Supergirl #2, the second issue in the Matrix mini-series from 1994, playfully has the word Supergirls as it's trade dress, showcasing last issue's reveal that Luthor is creating a clone army of his innocent girlfriend. There are a lot of Supergirls in a lot of bubbles. If this doesn't grab your eye, not much will.

The truth is we don't see much of this part of the story in this very good issue. Instead, we have Supergirl finally realizing just how much of a toxic relationship she is in with Lex. For months she has been creating excuses for Lex for his poor behavior. She has accepted his apologies and inane rationalizations for his actions at face value, always leaning on her belief that Lex is ultimately a good man. Even hearing from trusted sources like Clark and the Kents has done little to dissuade her.

In this issue, Supergirl finally listens to herself and realizes that Lex is mistreating her. She hears others say how she is being used and abused. And maybe because she hears it not from the viewpoint of Lex being evil but from the angle that she is complicit in her own abuse does she shake away the cobwebs. It's about time.

Writer Roger Stern does a great job in these first two issues showing us just how terrible Lex is. And he does a very good job in showing us just how slowly Supergirl comes to seeing through the lies.

The art by June Brigman and Jackson Guice also is strong here. We get action sequences in the book. We get to see how graceful Supergirl can be even while fighting. And we see some quieter, more civilian moments, reminding is that she is a young woman as well.

All in all, this is a great second issue as it pushes the plot forward but in a more character-driven way.

On to the book.

Friday, February 15, 2019

Review: Supergirl #27

Supergirl #27 came out this week and continues a concerning trend in the book for me. As this space odyssey has progressed, it has seemed less and less like a true Supergirl story. The impetus for this quest was for Kara to find out what role Rogol Zaar had in the destruction of Krypton. I wasn't sure then if that was a strong enough cause for Kara to abandon Earth. But at least it was something personal, something tied to her history.

As we have moved 6 issues into this new direction, we have barely made much headway. There is something of a forced plot point of Appa Ali Apsa having split up redacted information into crystals scattered over the galaxy, making a longer quest a necessity. We have a memory that maybe Zor-El was involved in creating the bomb that Zaar uses. We have crime boss Gandelo trying to hunt or delay Supergirl. But really there hasn't been much movement. It is glaring enough that Supergirl says it herself in this book.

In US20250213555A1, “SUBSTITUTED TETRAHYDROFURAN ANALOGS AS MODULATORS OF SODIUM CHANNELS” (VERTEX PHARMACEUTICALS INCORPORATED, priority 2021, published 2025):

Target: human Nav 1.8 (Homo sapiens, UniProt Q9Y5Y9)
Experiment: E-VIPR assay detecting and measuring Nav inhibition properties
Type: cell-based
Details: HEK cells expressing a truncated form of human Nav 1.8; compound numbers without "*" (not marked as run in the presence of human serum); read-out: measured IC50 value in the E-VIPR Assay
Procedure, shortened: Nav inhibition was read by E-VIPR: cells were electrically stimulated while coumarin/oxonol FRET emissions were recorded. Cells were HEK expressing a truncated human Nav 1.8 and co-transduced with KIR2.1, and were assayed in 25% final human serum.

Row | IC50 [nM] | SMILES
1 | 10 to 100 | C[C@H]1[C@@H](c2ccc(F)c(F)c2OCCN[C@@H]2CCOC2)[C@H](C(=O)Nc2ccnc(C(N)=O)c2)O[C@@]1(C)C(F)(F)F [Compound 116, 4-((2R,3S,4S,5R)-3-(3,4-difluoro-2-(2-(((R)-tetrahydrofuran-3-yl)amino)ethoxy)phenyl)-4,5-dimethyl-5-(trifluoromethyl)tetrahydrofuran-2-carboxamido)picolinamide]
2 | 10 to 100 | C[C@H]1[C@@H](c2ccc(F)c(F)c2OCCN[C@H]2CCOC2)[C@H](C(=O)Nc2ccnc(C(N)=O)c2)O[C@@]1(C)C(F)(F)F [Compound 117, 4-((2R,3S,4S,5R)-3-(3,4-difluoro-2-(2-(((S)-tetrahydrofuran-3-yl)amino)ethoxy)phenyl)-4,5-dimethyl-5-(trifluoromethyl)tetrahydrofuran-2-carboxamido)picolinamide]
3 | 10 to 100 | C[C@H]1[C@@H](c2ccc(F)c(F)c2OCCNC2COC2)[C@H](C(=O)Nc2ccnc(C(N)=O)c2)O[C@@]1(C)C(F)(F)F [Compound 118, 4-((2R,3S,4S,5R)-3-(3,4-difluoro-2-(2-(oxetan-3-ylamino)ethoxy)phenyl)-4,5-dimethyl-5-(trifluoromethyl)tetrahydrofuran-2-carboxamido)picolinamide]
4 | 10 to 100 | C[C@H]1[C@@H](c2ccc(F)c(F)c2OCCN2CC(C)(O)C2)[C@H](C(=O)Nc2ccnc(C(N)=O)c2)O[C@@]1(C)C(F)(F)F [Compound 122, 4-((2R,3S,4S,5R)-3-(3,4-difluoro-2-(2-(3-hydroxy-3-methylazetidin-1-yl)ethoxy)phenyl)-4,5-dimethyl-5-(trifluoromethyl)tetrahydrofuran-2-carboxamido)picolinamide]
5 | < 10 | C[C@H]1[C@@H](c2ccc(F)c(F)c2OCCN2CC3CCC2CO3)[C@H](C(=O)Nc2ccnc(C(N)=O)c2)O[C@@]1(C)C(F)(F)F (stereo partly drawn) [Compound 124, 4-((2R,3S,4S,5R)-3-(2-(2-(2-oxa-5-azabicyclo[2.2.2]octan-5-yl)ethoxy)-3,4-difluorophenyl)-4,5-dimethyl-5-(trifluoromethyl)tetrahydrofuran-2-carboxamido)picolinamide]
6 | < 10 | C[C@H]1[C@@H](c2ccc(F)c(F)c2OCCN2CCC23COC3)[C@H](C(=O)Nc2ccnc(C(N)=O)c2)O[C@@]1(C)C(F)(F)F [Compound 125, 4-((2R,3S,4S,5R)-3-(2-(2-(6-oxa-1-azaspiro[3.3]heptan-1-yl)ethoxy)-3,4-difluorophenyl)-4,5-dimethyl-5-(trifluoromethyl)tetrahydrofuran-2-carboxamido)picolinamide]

Moreover, these last couple of issues read more like an Omega Man story than a Supergirl one. Seeing Supergirl spitting on villains, shooting a Liefeldian gun, and overall being a bit nasty just pushes this further away from what I am looking for in a Supergirl book. Again, I shouldn't be surprised. This is the wash/rinse/dry/repeat Supergirl 3 year cycle. We seem to have to get mired in angst, have that approach fail, and then reboot every so often.

As for the art, Eddie Pansica does a good job here. I have liked his art in the past and he certainly brings his A game here. But when a book has many different artists in a short period of time it makes me worry that it isn't of prime importance to either the creators or the producers. And I love Yanick Paquette's cover even if it is Supergirl screaming as she fires her rifle.

So let's see what happened in the book.

Thursday, February 14, 2019

Happy Valentine's Day

Happy Valentine's Day for all those out there celebrating romance.

I am always surprised at how much Supergirl showed up on mainstream stuff in the Bronze Age.

Here we see her and her then bestie Batgirl on a Valentine's Day card, talking about what a great team they are together.

I love this version of World's Finest so seeing the two together on something like a school Valentine is fantastic. I can only hope that their friendship, rekindled recently, remains intact and revisited.

As for Supergirl, we know that in the Silver Age, her falling in love ... often with the wrong people ... was well-trod soil. She had her standard beaus - Comet, Jerro, Brainiac 5, and Dick Malverne. And then all the villains, unscrupulous aliens, and criminals who want to marry her.

The current Kara was just on the verge of a romantic relationship with Ben Rubel when that take on the character was shelved for the space-story unfolding now.

Anyways, Happy Valentine's Day!

Wednesday, February 13, 2019

Back Issue Box Review: Action Comics #286

Lex Luthor is coming to the CW Supergirl show, ready to be a nemesis to our hero. With no new episode this week, it meant I had an open Wednesday slot that I usually devote to the show. With that in mind, I thought the time was right to dig through the back issues to find a comic story where Supergirl and Lex had a throwdown.